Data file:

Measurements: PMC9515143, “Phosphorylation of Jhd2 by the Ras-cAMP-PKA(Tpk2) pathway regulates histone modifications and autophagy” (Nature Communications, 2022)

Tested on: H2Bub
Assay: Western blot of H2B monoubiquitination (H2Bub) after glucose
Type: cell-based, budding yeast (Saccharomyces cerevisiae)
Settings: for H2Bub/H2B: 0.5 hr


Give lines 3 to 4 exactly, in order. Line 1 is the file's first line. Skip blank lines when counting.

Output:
Assay: Western blot of H2B monoubiquitination (H2Bub) after glucose
Type: cell-based, budding yeast (Saccharomyces cerevisiae)